HOUSE No. 85 has just come tumbling down, and the popular, hyper host of "Extreme Makeover: Home Edition," Ty Pennington, makes a surprising confession about his feelings toward his job: "I don't really know how to explain this thing because the worst part of what we do is a television show."
ABC's Emmy-winning series ranks 15th among most-watched shows and places 11th among the advertiser-coveted 18-to-49-year-olds. So why does Pennington lament his livelihood?
"The greatest part," he added, "is that we get connected.... We get people to show up that volunteer for two hours and end up staying three days. This town is about this business and working on a TV show, but this is a show where you can go home to your kids and say, 'I was a part of that and it was so great.' You can be proud of that. It's not every day you can say that in this business."
For the first time in 13 months, the roving reality series that started in Los Angeles has come home for a two-hour episode that airs at 8 tonight and covers the construction of a new Redondo Beach house for Los Angeles Police Officer Kristina Ripatti, who was paralyzed in June when she was shot in South Los Angeles. (Her partner, Joe Meyer, shot and killed the gunman.)
In the wake of the incident, producers were inundated with letters and phone calls from Angelenos, including LAPD Chief William Bratton, nominating Ripatti and her husband, LAPD Officer Tim Pearce, for a larger wheelchair-accessible home. On top of grappling with her physical injury, Ripatti has struggled with the emotional pain of not being able to sleep in the same bed as her husband because her wheelchair did not fit in her bedroom doorway and her 21-month-old daughter's confused distancing. Ripatti, her mother-in-law and her nurse slept in the living room for four months.
But transforming the couples' 849-square-foot cottage into a 3,234-square-foot coastal haven with a 646-square-foot detached garage in seven days was not "Home Edition's" primary mission.
"The most important thing we're doing is reconnecting this family," said designer Michael Moloney. "Mother and daughter had a bit of a disconnect because Mom was injured in a chair and the baby was pulling back, and it just broke Kristina's heart. We also have a husband and wife who have only been married three years and have not been able to spend a night together for four months. So more than building a house, we're going to put this family back together and give her a fresh start and give her back her freedom."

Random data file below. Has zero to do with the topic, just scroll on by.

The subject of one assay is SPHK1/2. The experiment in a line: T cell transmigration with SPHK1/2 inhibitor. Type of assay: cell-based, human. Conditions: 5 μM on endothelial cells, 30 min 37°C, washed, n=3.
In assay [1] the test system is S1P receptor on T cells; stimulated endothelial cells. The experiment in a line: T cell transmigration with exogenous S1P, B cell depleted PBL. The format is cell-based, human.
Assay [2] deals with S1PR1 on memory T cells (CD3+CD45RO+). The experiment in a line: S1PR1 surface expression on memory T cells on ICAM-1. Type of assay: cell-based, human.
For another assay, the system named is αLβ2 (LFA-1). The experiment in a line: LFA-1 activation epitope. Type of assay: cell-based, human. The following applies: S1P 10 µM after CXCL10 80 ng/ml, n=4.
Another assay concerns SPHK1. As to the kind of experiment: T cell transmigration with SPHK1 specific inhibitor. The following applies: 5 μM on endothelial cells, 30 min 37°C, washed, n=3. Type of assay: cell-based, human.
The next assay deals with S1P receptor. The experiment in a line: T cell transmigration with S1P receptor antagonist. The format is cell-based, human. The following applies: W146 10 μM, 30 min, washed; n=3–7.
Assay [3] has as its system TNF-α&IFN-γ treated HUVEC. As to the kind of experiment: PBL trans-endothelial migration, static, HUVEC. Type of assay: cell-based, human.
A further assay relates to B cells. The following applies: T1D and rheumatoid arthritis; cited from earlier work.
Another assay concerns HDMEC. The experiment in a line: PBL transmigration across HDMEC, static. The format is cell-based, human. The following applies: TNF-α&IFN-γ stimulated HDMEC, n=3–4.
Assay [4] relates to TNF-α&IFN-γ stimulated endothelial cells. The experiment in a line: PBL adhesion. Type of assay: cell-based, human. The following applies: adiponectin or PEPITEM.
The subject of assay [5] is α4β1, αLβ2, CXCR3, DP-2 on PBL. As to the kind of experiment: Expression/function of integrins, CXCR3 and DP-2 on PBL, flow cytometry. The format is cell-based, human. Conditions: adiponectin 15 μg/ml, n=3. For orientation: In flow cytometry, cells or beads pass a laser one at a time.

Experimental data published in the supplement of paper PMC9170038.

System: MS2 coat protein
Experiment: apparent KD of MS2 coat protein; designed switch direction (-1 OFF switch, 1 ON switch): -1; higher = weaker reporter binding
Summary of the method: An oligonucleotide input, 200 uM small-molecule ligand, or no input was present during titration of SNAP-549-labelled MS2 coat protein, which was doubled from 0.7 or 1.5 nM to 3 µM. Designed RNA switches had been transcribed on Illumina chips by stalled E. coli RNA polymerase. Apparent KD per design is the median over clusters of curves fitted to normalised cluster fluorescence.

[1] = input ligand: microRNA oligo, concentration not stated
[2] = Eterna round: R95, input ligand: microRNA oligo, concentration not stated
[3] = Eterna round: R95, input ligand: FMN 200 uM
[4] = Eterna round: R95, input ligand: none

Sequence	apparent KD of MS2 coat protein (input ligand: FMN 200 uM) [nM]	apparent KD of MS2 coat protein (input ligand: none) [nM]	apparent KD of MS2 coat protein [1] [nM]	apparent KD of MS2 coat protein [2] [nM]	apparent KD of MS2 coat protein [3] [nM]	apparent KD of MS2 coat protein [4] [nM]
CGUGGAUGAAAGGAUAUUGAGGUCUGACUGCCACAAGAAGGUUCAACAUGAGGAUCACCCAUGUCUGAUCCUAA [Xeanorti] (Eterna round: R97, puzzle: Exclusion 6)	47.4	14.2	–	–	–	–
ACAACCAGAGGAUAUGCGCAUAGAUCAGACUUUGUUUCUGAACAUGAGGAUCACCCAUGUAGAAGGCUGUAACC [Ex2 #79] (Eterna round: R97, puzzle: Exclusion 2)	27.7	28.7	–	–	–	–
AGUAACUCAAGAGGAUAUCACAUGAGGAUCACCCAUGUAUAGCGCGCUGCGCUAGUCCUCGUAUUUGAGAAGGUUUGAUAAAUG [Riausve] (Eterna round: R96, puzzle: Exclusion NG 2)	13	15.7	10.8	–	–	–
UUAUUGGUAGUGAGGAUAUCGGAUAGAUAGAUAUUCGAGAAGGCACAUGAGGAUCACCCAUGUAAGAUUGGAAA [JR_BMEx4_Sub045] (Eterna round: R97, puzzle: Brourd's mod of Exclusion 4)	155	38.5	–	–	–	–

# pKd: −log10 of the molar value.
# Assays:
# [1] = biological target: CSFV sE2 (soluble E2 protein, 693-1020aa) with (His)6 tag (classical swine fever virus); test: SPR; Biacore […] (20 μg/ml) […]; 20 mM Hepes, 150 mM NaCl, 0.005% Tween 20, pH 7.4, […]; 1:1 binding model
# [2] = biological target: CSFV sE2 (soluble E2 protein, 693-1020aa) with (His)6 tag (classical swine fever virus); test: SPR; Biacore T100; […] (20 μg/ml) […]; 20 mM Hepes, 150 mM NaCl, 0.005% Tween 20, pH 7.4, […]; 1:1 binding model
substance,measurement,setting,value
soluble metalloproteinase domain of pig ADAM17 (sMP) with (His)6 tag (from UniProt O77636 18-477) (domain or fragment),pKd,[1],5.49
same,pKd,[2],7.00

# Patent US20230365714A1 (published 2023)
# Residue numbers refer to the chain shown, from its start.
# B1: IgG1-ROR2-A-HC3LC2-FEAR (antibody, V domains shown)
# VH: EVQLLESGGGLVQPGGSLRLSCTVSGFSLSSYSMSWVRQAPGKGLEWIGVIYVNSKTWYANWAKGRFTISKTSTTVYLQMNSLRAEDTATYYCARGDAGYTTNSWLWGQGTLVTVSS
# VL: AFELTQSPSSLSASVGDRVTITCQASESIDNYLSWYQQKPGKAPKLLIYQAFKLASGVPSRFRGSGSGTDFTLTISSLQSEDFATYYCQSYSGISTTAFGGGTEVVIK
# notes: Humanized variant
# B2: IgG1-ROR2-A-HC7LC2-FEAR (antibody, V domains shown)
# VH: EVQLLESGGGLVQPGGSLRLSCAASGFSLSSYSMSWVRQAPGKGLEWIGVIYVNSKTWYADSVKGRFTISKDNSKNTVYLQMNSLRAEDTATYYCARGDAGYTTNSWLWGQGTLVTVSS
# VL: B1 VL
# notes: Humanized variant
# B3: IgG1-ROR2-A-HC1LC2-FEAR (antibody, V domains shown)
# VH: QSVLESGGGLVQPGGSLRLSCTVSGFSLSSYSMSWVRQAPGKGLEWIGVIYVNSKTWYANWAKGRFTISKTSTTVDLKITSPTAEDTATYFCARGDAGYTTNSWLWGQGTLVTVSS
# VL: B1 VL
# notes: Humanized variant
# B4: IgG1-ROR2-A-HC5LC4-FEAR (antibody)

"Extreme Makeover: Home Edition" transforms neighborhoods into sets, uses communities as props, and showcases families as its central characters. On the morning of Oct. 13, about 200 South Bay locals gathered to observe the designers, local builder Cornerstone Construction Group and the LAPD SWAT team tear down Ripatti's house.
Normally, "Demolition Day" attracts thousands of looky-loos, but in a town where location shoots are as ordinary as traffic and smog, this is actually an impressive showing. While Ripatti and her family vacationed in Los Cabos, their block came alive when Pennington, in a helmet and goggles, yelled into his signature hand-held camera, "LAPD SWAT, let's do some demo!"
"Oh, my God! There he is! He is cute!" screamed one woman standing behind a barricade, 100 feet from the property because the police were about to set off explosives before striking the house with the department's battering ram.
"Ty, baby, I love you!" yelled another lady.
"I love you too!" the exuberant host shot back.
The ladies weren't the only ones going nuts over Pennington, as he and the SWAT team tore up window frames and busted the walls with chain saws. A powerful family show, "Home Edition" is the No. 1 show on network television among 2- to 11-year-olds.
"Ty's going crazy!" an elated little girl said, catching a glimpse of her hero through a living room window. "Run, run, run!" Pennington yelled to the police officers, as he rushed out of the house to wait for two explosions.
Then it was the battering ram's turn, followed by Pennington's amplified megaphoning, "Go! Go! Go! Yeah!"
In a matter of minutes, Ripatti and Pearce were homeless.
Starting from scratch
THE emotion of the demolition behind them, the designers quickly got to work. Maloney was in charge of Grandma's new quarters. Paige Hemmis met with Ripatti's physical therapists and worked on a recovery room for her. Paul DiMeo designed little Jordan's new bedroom, with a crib that opens from the side so Ripatti can reach in and pick up her daughter. Eduardo Xol landscaped and created two courtyards with fireplaces and waterfalls. Pennington concentrated on a new master bedroom and bathroom for the couple, with their love of the ocean in mind.